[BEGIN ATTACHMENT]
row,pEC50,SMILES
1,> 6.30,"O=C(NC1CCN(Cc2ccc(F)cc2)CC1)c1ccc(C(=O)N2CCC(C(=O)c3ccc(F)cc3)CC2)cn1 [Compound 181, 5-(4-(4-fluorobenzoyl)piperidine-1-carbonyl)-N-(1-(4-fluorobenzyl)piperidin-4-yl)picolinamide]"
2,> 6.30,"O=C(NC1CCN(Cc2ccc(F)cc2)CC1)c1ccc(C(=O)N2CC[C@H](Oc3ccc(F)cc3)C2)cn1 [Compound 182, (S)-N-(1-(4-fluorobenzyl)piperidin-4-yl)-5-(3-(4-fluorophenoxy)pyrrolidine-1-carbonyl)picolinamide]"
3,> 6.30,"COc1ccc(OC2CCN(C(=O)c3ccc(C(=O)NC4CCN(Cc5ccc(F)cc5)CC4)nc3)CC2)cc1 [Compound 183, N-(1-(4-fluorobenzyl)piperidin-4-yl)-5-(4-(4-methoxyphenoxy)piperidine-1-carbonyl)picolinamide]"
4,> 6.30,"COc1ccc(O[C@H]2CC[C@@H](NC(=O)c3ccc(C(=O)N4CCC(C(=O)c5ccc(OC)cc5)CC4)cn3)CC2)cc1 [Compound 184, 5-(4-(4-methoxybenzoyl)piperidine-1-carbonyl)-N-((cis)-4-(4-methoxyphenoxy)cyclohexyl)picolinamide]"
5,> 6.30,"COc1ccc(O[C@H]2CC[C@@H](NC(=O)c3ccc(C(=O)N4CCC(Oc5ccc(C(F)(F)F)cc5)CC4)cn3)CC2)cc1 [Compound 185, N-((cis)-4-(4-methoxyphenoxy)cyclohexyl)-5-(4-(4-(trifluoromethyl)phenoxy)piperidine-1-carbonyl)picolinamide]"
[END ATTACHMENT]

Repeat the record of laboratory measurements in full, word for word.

row,pEC50,SMILES
1,> 6.30,"O=C(NC1CCN(Cc2ccc(F)cc2)CC1)c1ccc(C(=O)N2CCC(C(=O)c3ccc(F)cc3)CC2)cn1 [Compound 181, 5-(4-(4-fluorobenzoyl)piperidine-1-carbonyl)-N-(1-(4-fluorobenzyl)piperidin-4-yl)picolinamide]"
2,> 6.30,"O=C(NC1CCN(Cc2ccc(F)cc2)CC1)c1ccc(C(=O)N2CC[C@H](Oc3ccc(F)cc3)C2)cn1 [Compound 182, (S)-N-(1-(4-fluorobenzyl)piperidin-4-yl)-5-(3-(4-fluorophenoxy)pyrrolidine-1-carbonyl)picolinamide]"
3,> 6.30,"COc1ccc(OC2CCN(C(=O)c3ccc(C(=O)NC4CCN(Cc5ccc(F)cc5)CC4)nc3)CC2)cc1 [Compound 183, N-(1-(4-fluorobenzyl)piperidin-4-yl)-5-(4-(4-methoxyphenoxy)piperidine-1-carbonyl)picolinamide]"
4,> 6.30,"COc1ccc(O[C@H]2CC[C@@H](NC(=O)c3ccc(C(=O)N4CCC(C(=O)c5ccc(OC)cc5)CC4)cn3)CC2)cc1 [Compound 184, 5-(4-(4-methoxybenzoyl)piperidine-1-carbonyl)-N-((cis)-4-(4-methoxyphenoxy)cyclohexyl)picolinamide]"
5,> 6.30,"COc1ccc(O[C@H]2CC[C@@H](NC(=O)c3ccc(C(=O)N4CCC(Oc5ccc(C(F)(F)F)cc5)CC4)cn3)CC2)cc1 [Compound 185, N-((cis)-4-(4-methoxyphenoxy)cyclohexyl)-5-(4-(4-(trifluoromethyl)phenoxy)piperidine-1-carbonyl)picolinamide]"